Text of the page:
Every year thousands of bands, filmmakers, and tech bros descend upon Austin in March for South by Southwest. It’s an adult choose your own adventure where every available inch of downtown real estate becomes a venue. For music fans it’s heaven, for festival bookers it’s hell, and for the average Austinite it’s either a nuisance or a chance to score a bunch of free drinks.
The festival exploded in popularity in the mid-2010s and has since been contracting. This year continued the trend of smaller headliners, less chaotic streets, and more accessible shows for those who can’t afford the $1,650 platinum badge. Those hoping to see Lady Gaga perform in a Doritos vending machine the size of a skyscraper may have be disappointed, but there’s still no better place on earth to be a curious music fan.
Everyone has their own way of interacting with the festival. If you were checking off buzz bands, your 2019 SXSW bingo card likely included Ezra Collective, Fontaines D.C., Pink Sweat$, Billie Eilish, and Lizzo. Film buffs stood in line for hours for the Us premiere. Startup founders gave out lots of business cards.
But for our money, the best way to enjoy the festival is to lean into the weird stuff. That means wandering into dark dance clubs where punk singers thrash to techno beats, college housing co-ops host Congolese DIY bands, or quiet black box theaters play sounds recorded from the bottom of the ocean. Here’s the 10 weirdest things we saw.
Jvcki Wai, the fiercest rapper of the year, who trekked all the way from Korea
Mid-way through her set at Cheer Up Charlies, Korean rapper Jvcki Wai asked the crowd where all the stoners were at. The vaping masses cheered, then in an adorable lost in translation moment, she asked them all to put their Longhorns in the air. For those who aren’t familiar with University of Texas football, the “Hook’em Horns” is a hand sign that’s most commonly waved after touchdowns and very rarely at rap shows.
Wai did her research, kinda, but more importantly it was clear she’d been practicing. Clocking in at five foot nothing wearing a plaid skirt, she flailed through her set with the most confidence I saw all week. The beats were hard-hitting trap, but with a levity and playfulness that complemented Wai’s relentless enthusiasm. Half the lyrics were in Korean, but the crowd got the message, especially in her stoner anthem “Munch Drunk Purpp” (hook’em!).
MUSICOMEXP, an ambient transcription of the ocean floor
While chaos reigned out on 6th street, 20 people sat silently on fold out chairs in a cramped improv theater listening to the gentle sounds of splashing waves.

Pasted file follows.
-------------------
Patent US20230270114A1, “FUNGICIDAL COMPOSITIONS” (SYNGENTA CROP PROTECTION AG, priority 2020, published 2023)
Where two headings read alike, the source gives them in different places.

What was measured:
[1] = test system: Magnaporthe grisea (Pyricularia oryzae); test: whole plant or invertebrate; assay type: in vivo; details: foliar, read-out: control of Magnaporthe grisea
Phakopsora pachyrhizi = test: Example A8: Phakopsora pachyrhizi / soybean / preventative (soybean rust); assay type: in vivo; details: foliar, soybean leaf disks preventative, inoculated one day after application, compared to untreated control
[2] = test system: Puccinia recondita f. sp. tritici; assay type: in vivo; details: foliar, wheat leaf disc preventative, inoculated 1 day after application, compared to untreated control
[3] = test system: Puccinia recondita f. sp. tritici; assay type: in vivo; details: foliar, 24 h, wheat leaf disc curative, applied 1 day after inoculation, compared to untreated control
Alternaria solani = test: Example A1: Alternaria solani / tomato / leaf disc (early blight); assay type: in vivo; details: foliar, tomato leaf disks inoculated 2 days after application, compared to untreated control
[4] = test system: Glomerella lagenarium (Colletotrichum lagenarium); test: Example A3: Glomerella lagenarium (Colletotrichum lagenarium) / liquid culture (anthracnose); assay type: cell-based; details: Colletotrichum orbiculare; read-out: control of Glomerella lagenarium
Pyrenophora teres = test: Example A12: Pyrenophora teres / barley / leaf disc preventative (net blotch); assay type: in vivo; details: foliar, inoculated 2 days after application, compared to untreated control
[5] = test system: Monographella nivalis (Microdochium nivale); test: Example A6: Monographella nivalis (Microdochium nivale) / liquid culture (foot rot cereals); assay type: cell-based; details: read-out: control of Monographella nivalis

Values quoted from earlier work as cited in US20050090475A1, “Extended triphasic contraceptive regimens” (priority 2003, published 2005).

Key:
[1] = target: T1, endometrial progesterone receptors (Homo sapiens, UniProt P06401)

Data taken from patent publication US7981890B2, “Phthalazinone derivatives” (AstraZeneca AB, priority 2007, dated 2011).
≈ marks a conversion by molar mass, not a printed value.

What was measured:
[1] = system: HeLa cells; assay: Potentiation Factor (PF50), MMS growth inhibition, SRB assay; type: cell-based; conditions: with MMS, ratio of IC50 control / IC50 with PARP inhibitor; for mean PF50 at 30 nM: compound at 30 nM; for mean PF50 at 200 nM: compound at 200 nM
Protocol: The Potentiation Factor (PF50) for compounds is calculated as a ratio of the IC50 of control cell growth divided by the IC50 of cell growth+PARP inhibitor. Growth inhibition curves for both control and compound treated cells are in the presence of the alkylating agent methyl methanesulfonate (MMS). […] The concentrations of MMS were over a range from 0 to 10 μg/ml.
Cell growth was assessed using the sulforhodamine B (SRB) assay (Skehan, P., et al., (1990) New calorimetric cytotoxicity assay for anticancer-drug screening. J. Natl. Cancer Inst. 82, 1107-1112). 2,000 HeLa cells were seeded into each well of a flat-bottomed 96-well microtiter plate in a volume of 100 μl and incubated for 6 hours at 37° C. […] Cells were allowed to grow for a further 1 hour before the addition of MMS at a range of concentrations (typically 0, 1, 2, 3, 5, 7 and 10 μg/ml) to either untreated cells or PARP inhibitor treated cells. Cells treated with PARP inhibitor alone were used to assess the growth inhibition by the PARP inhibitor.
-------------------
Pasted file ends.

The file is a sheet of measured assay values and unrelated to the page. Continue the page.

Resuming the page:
Swedish musician Aurelie Ferriere showed a short film before her performance explaining how she traveled aboard a sailboat in the South Pacific recording underwater sounds and running them through a modular synthesizer. It was perhaps the most conceptual piece at the fest and the antidote to the short attention span syndrome that develops from seeing so much music in so little time. The songs, performed on a laptop and controller, were minimal to say the least, mostly just sloshing water, muffled sea creature sounds, and the occasional light arpeggio, but it was a welcome respite from the chaos outside.
The techno punk of Stallion’s Stud
Plush is the last bastion of dance music in Austin, a tiny no-frills club on Red River that serves as home base for attendees with an interest in house, techno, and… screaming punk singers? Anything can happen at Red Light Radio’s yearly showcase, this year station co-founder Hugo van Hejiningen proved that by stealing the mic and sprawling out on the speaker stacks, yelling along with backing tracks that shifted from industrial techno to no-wave to thrash punk. The visceral performance felt completely fresh, albeit even those with a taste for punishing greyscale techno were likely reaching for their earplugs.
KOKOKO! at a college dorm
In line for the bathroom at the KOKOKO! show at Pearl Street Co-op, I heard a 17 year old complaining about the essay he had to write tomorrow. It was no big deal, he’d just pop an Adderall in the morning then skip his afternoon classes. Also, when he dies, he wants his funeral to be a big party with weed and stuff.
If you’ve been to SXSW, odds are you’ve seen shows in some weird venues, but Pearl Street is one of the stranger ones. It’s basically a college dorm for sophomore hippies, and Tuesday night they hosted KOKOKO!, one of the festival’s most talked about bands. Playing in the meeting hall in front of a white board listing out a beer pong tournament bracket, the four Congolese men along with a Belgian collaborator played banging dance music on homemade electronic instruments. Naturally it was a shitshow, with their soundman literally repairing their snare drum with a wrench mid-set, but the grown children in the crowd ate it up, screaming along with the lyrics… even though they were in Lingala.